Using Mind Maps and Bringing It All Together
You’ve made it halfway through the course already, but the most exciting lessons are still to come! This lesson will continue to discuss the importance of memory in the context of speed reading, with a particular focus on mind maps.
Now I know what you might be thinking.
What have mind maps got to do with speed reading?
Well, it’s quite simple. As we have seen, our brain works best when it sees visual images and linked associations as this enables it to absorb much more information than from a page of text. A mind map is exactly this- a visual image with connected pieces of information- so this helps our brains to remember, retain, and recall these facts much faster and more effectively.
Speed reading techniques also aim to activate the visual sectors of our brain to help us understand more information, so they can work in tandem with mind maps.
The key to using mind maps is to not fill them with text. You need to start by asking yourself what are the few key points that you need to know. These will be your first main branches that come out of the center. From there, the rest of the information you need to know will be linked to these points and to each other, which should help you to remember everything.
Of course, it might be useful to put some images in the mind map too! You don’t need to rely on text because, as we already know, vivid images are much easier to remember.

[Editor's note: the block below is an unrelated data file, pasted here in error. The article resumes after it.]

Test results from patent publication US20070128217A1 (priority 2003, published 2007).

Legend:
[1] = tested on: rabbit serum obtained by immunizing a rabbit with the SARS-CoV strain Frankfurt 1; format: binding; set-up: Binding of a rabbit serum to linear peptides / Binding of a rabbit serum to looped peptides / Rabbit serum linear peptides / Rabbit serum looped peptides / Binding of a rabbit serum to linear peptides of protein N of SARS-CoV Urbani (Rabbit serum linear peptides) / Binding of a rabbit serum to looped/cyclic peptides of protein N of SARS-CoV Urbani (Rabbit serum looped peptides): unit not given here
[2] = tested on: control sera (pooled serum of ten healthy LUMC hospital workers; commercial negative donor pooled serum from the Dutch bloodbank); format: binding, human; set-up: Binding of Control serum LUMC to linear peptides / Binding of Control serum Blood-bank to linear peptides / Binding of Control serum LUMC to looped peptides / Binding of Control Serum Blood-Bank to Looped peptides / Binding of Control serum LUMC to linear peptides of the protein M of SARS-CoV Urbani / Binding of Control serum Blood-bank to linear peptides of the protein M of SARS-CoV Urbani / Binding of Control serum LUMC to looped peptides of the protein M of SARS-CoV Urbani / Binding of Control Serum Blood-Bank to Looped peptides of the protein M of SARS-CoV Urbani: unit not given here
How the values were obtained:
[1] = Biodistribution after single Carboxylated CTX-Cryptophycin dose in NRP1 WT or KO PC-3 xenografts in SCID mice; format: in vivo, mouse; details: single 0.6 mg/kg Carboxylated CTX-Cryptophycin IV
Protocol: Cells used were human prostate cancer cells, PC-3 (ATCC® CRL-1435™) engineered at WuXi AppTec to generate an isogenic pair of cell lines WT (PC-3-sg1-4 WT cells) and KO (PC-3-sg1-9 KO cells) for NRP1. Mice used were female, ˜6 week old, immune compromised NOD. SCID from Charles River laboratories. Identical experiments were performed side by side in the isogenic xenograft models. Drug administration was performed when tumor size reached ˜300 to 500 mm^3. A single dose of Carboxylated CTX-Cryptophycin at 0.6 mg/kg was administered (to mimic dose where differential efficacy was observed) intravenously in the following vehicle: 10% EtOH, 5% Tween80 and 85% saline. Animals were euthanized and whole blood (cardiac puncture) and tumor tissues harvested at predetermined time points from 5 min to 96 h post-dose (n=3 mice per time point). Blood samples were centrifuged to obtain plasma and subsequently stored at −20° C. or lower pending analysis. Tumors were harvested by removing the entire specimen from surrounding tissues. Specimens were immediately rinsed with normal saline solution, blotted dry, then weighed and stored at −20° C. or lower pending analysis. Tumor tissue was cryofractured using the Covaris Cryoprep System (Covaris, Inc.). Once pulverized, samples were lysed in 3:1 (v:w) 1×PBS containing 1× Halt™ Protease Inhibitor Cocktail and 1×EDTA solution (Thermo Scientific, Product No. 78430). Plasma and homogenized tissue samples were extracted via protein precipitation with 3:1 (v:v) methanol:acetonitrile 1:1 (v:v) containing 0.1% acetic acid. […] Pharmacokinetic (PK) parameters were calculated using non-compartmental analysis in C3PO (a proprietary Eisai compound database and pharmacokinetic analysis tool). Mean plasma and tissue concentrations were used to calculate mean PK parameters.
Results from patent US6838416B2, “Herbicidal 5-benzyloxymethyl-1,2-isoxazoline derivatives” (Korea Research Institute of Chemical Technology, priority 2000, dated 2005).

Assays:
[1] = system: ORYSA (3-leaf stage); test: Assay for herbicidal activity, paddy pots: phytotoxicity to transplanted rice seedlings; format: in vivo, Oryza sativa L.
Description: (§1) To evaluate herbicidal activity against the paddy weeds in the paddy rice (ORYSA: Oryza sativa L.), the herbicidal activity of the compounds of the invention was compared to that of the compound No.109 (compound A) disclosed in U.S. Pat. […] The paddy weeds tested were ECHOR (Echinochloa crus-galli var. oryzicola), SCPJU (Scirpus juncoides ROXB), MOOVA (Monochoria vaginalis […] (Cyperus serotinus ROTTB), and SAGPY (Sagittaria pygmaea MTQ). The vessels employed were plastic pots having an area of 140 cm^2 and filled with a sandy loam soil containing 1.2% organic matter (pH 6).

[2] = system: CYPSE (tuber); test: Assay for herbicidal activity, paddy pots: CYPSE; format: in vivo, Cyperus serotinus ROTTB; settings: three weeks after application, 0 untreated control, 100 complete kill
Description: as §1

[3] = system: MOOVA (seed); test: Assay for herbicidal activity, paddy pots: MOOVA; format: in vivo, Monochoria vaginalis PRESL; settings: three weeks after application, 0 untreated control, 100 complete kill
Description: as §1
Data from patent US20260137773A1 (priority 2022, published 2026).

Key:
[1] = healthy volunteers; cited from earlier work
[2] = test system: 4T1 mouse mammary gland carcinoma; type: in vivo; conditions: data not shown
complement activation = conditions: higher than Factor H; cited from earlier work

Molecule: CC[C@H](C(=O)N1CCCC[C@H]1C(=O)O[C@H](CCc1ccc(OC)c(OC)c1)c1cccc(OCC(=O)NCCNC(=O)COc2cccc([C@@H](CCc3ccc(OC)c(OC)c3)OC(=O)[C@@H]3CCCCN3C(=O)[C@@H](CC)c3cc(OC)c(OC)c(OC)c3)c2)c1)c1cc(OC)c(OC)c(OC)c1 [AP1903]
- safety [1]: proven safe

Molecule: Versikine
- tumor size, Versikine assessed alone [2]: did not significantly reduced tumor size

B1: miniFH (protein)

It may seem off-topic to be discussing mind maps but using them alongside your speed reading will actually help you to not only understand more but also to read quicker.
When you’re speed reading, you are always looking to identify the key pieces of information that are crucial to your understanding. So, the practice you have of picking out these details for mind maps and making connections between complex pieces of information, will help you to more quickly identify important ideas, process them, and understand what is going on. When you speed read you don’t want to waste time trying to get your head around what the text is saying, so building a mind map in your head to make these connections will help you to read even faster!
Creating mental mind maps as you speed-read will help you to make connections and understand the overall picture that the text is explaining. The better you get at understanding and absorbing lots of information in a short space of time, the faster you will be able to read. If you try to speed read without this preparation and ability to process and connect information, you will struggle to understand what you’re reading so will undoubtedly have to reread everything again!
As we can see, mind maps and speed reading use a lot of similar techniques so improving your skills in both of them will be mutually beneficial. Why not try reading a chapter in a book and drawing a mind map to help you get into the habit of picking out key details? You will be thanking me later when you find it easier to increase your reading speed without losing any understanding of the text!
Next lesson the excitement goes up another level as we look at what rapid pre-reading and skimming are, and how they can help you to ‘read’ a book in a matter of minutes!
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